Scarlet Fever & Strep A

December 2022

Please see below information from North East Health Protection Team

Scarlet fever

Scarlet fever is caused by bacteria, and although usually a mild illness, it should be treated with antibiotics to minimise the risk of complications and reduce the spread to others.

The symptoms of scarlet fever include a sore throat, headache, fever, nausea and vomiting. This is followed by a fine red rash which typically first appears on the chest and stomach, rapidly spreading to other parts of the body.

On more darkly pigmented skin, the scarlet rash may be harder to spot, but it should feel like ‘sandpaper’. The face can be flushed red but pale around the mouth.
If you think you, or your child, have scarlet fever:

  • See your GP or contact NHS 111 as soon as possible
  • make sure that you/your child takes the full course of any antibiotics prescribed by the doctor.
  • Stay at home, away from nursery, school or work for at least 24 hours after starting the antibiotic treatment, to avoid spreading the infection.

You can find more information at

Chicken pox

Chickenpox is usually a mild illness and children usually get better by themselves. Children with chickenpox should stay off school for five days from onset of rash and until all the lesions have crusted over.

You can find more information at

Children who have had chickenpox recently may develop complications if they also catch scarlet fever.

Parents should remain vigilant for symptoms in children who have had chickenpox such as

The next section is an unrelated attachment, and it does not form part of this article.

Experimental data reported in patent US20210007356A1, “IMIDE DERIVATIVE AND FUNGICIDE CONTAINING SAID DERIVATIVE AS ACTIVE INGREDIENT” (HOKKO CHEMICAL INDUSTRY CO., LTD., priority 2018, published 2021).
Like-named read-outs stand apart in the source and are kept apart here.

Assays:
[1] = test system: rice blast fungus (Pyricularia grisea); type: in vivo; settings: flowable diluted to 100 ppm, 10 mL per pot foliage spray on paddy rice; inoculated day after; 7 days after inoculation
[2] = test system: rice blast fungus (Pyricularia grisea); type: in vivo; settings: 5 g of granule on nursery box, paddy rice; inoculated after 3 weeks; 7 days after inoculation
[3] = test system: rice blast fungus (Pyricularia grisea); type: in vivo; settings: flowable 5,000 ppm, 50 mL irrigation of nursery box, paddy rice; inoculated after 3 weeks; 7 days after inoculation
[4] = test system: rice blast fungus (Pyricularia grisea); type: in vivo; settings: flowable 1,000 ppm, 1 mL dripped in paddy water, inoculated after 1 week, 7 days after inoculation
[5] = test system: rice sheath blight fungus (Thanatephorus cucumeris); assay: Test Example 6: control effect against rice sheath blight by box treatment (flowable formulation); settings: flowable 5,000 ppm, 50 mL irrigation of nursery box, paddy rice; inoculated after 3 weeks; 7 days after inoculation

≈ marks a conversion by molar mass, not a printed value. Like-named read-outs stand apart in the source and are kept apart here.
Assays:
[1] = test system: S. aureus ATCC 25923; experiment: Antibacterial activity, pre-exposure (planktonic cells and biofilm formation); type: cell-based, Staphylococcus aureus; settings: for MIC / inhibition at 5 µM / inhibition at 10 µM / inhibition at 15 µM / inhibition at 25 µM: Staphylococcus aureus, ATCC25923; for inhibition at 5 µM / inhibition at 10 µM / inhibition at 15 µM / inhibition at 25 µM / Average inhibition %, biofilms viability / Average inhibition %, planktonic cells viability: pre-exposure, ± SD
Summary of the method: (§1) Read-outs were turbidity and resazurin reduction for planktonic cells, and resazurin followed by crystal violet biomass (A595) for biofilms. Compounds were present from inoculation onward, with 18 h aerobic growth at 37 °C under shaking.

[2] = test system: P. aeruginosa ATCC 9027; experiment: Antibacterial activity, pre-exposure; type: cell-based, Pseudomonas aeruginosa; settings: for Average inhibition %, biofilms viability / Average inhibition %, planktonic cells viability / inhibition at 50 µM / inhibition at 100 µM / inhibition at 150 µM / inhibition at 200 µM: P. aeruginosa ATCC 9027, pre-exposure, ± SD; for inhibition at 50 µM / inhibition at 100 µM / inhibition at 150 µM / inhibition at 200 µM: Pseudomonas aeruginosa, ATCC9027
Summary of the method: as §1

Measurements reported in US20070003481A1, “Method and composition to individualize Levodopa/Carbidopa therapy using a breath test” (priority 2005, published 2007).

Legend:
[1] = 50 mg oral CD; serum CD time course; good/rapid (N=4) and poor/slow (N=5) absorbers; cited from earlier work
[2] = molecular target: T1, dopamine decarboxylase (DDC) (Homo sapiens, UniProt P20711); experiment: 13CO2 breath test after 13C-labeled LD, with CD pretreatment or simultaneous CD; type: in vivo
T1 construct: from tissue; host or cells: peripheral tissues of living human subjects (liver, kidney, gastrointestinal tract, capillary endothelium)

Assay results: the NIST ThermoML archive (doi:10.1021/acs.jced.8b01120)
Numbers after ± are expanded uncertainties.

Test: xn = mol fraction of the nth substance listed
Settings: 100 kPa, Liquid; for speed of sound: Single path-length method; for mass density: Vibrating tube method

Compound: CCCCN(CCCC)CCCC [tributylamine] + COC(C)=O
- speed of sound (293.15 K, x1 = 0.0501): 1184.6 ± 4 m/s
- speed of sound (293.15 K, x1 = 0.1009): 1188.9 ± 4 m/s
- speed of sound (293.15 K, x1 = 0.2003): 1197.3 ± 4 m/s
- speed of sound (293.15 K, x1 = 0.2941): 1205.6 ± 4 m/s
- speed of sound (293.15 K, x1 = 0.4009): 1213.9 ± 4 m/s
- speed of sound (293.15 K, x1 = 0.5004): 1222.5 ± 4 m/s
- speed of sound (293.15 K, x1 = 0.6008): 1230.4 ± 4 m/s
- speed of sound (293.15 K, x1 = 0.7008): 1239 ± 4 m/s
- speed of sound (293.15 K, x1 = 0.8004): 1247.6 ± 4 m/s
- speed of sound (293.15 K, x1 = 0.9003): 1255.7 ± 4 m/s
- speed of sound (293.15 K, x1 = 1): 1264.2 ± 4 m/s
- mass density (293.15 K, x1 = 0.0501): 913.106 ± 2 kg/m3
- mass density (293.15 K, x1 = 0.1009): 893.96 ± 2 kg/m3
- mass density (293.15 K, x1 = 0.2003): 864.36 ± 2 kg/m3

• A persistent high fever – the skin around chickenpox blisters becoming red, hot or painful (signs of infection).
  • Joint pain and swelling.
  • Your child’s symptoms not improving or getting worse.

If you are concerned about the symptoms above, please seek medical assistance promptly. If your child has an underlying condition which affects their immune system, you should contact your GP or hospital doctor to discuss whether any additional measures are needed.

High temperature

High temperature is also common in children with infections including COVID-19. If your child experiences a high temperature (fever) or any of the other main symptoms of COVID-19 (new continuous cough and/or loss or 71 shares change to sense of smell or taste) your child should stay at home and avoid contact with other people. High Temperature (fever) in children.

Advice on what to do if you think your child has COVID can be found here:

Further information about how to manage fever in children can be found here:

General hygiene advice

The spread of most infectious illnesses is reduced through good hand hygiene. Please help your child to wash their hands frequently with warm water and soap, particularly after using the toilet, after using a tissue to catch a cough or sneeze, and before eating.

Particular care should be taken when handling nappies or tissues.

Any soiled clothes, bedding and towels should be washed on the hot cycle of a washing machine and where possible cups, utensils, towels and bedding should not be shared.

If you are concerned about any of the information in this letter or would like to discuss it further, please contact the team on 0300 303 8596.

Yours sincerely,
North East Health Protection Team